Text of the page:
Sheffield hospitals rated as national 'centres of excellence' for treating patients with muscle wasting conditions

The ground-breaking work being done by hospital workers in Sheffield to help scores of people with debilitating muscle wasting conditions has been recognised at national level.

By Lee Peace
Wednesday, 03 July, 2019, 07:36

More than 1000 patients with neuromuscular conditions such as muscular dystrophy, spinal atrophy, neuropathies, and neuromuscular junction disorders have been treated over the last four years within specialist facilities at the Northern General Hospital and Royal Hallamshire Hospital.

Meanwhile, the neuromuscular clinic at Sheffield Children’s Hospital has for 20 years been providing care for children across South Yorkshire, North Derbyshire and Lincolnshire with nerve and muscle conditions.

Both Sheffield Teaching Hospitals NHS Foundation Trust and Sheffield Children’s NHS Foundation Trust have now been officially recognised as Centres of Clinical Excellence by Muscular Dystrophy UK at two award ceremonies on Tuesday.

The accolades come after an intensive audit by a panel of experts and Sheffield is now rated as one of 16 neuromuscular centres in the UK.

Hospital bosses were handed their accolades by Rob Burley, director of campaigns, care and support at the charity, after he was given a tour of the facilities at hospital sites across the city.

Northern General Hospital.

After witnessing the good work being done for himself, the charity boss was full of praise for staff and said: “These trusts provide comprehensive services for people with muscle-wasting conditions and promote best practice, ensuring patients have access to the best possible healthcare near where they live. Improved clinical care means faster access to treatments and potential cures.

“As the leading charity improving standards in muscle centres, we want to make sure everyone living with a muscle-wasting condition gets excellent care.”

Rotherham woman Jayne Small, aged 50, who was diagnosed with muscular dystrophy four and a half years ago, has personally benefited from all of the state-of-the-art facilities and staff’s medical expertise.

Jayne Small.

She said: “The condition affects most of my body and I’m unable to walk unaided. I was in a bit of a dark place when I was first told there was something wrong with my muscles and I was struggling to understand and cope with the disease, but the team have really helped me with this. It may take me longer to do things, but I am now confident to do certain exercises, which help my condition and I understand the importance of it.

“The specialised physio team and support nurse have set up a support group where you can meet with other patients with muscular dystrophy every three months and I’ve had support with muscle exercises, information about muscular dystrophy and specialised advice.

“Because of my illness I struggle doing simple things, going up the stairs, getting out of chairs and getting up after a fall, but the team at Sheffield Teaching Hospitals have kept me going and I’ve been able to do things I wouldn’t have thought I’d be able to do.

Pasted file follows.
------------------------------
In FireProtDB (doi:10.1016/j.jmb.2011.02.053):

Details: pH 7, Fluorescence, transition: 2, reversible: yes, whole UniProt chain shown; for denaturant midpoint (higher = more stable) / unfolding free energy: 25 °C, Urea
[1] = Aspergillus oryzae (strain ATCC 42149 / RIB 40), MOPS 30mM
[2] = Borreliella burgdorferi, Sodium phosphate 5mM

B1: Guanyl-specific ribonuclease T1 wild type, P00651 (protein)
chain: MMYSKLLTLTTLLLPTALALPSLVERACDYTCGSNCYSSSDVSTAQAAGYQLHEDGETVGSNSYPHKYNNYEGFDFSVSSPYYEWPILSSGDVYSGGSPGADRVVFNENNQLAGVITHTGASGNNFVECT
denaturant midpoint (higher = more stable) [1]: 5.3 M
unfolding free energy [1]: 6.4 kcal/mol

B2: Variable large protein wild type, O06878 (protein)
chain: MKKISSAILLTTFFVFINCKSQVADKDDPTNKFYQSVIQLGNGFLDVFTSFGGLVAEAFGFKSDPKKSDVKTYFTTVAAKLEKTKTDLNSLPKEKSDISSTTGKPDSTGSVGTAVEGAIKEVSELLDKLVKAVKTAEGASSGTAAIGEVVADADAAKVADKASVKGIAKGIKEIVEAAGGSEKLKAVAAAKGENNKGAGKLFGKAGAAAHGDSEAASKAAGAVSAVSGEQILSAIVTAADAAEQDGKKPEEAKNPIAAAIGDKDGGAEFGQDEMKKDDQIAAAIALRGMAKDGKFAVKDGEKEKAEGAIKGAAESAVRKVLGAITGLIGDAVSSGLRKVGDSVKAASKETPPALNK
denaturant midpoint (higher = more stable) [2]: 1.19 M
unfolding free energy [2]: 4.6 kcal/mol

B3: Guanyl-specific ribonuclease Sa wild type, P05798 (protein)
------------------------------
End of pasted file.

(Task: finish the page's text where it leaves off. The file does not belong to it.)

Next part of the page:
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“Thanks to the specialist support, I am able to cope better with daily life and can now look to the future more positively. Without them I wouldn’t be in the position I am today.”

The Royal Hallamshire Hospital in Sheffield.

At the Children’s Hospital, Mr Burley was shown around the dedicated paediatric facilities and talked with members of the paediatric neuromuscular team.

He also met with children and young adults affected by muscle-wasting conditions.

His whistle-stop visit then moved on to the Hallamshire where he was greeted by Dr Channa Hewamadduma, consultant neuromuscular neurologist at the neuromuscular team, who gave him a guided tour of the specialist facilities available to adults with neuromuscular disorders.

The key role the team at the Northern General play in supporting patients who live with devastating nerve and muscle-wasting conditions was also highlighted.

He was then shown the state-of-the-art neurophysiology unit where investigations with nerve testing take place to diagnosis conditions.

Dr Hewamadduma said: “The adult neuromuscular service at the Royal Hallamshire and Northern General Hospital is a well-established, comprehensive, diagnostic and therapeutic service with a range of subspecialist interests in peripheral nerve, muscle and neuromuscular junction disorders.

Sheffield Childrens Hospital.

“We are hoping to grow with a number of projects to increase research and further benefit patients. This award will galvanise the team to keep striving for excellence.“

Dr Min Ong, paediatric neurology consultant in the neuromuscular team at Sheffield Children’s Hospital, added: “We are delighted to receive recognition of excellence for the comprehensive neuromuscular service, which includes our pioneering plans for a multidisciplinary neuromuscular clinic day.

“This means we can work more coherently as a team across many specialties and get results on the same day to make our service more efficient for our patients and their families. We are further developing this to include specialised clinics for specific conditions.”

Sheffield NHS Foundation Trust receives a commendation from Muscular Dystrophy UK Rob Burley MD, Kirsten Major CEO and Consultant Neurologist Channa Hewamadduma